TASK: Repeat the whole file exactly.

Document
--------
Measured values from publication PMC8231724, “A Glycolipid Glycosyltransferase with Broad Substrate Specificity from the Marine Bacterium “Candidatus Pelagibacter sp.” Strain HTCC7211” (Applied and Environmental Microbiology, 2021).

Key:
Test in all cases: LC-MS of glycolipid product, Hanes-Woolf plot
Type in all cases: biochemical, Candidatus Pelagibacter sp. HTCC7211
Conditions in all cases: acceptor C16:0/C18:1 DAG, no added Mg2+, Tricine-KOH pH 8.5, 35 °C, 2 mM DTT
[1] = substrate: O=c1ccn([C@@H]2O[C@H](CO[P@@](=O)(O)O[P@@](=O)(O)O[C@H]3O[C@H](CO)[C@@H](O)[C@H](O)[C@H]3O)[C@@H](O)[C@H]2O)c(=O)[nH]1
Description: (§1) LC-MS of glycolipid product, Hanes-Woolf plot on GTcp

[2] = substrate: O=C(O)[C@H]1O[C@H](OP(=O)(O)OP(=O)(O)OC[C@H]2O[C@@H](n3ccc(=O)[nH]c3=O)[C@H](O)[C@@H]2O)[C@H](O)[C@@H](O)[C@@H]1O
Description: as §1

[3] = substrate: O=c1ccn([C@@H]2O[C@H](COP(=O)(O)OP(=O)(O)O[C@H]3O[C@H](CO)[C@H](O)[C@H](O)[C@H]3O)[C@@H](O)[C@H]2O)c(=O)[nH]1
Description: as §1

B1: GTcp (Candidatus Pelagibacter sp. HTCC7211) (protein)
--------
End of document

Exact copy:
Measured values from publication PMC8231724, “A Glycolipid Glycosyltransferase with Broad Substrate Specificity from the Marine Bacterium “Candidatus Pelagibacter sp.” Strain HTCC7211” (Applied and Environmental Microbiology, 2021).

Key:
Test in all cases: LC-MS of glycolipid product, Hanes-Woolf plot
Type in all cases: biochemical, Candidatus Pelagibacter sp. HTCC7211
Conditions in all cases: acceptor C16:0/C18:1 DAG, no added Mg2+, Tricine-KOH pH 8.5, 35 °C, 2 mM DTT
[1] = substrate: O=c1ccn([C@@H]2O[C@H](CO[P@@](=O)(O)O[P@@](=O)(O)O[C@H]3O[C@H](CO)[C@@H](O)[C@H](O)[C@H]3O)[C@@H](O)[C@H]2O)c(=O)[nH]1
Description: (§1) LC-MS of glycolipid product, Hanes-Woolf plot on GTcp

[2] = substrate: O=C(O)[C@H]1O[C@H](OP(=O)(O)OP(=O)(O)OC[C@H]2O[C@@H](n3ccc(=O)[nH]c3=O)[C@H](O)[C@@H]2O)[C@H](O)[C@@H](O)[C@@H]1O
Description: as §1

[3] = substrate: O=c1ccn([C@@H]2O[C@H](COP(=O)(O)OP(=O)(O)O[C@H]3O[C@H](CO)[C@H](O)[C@H](O)[C@H]3O)[C@@H](O)[C@H]2O)c(=O)[nH]1
Description: as §1

B1: GTcp (Candidatus Pelagibacter sp. HTCC7211) (protein)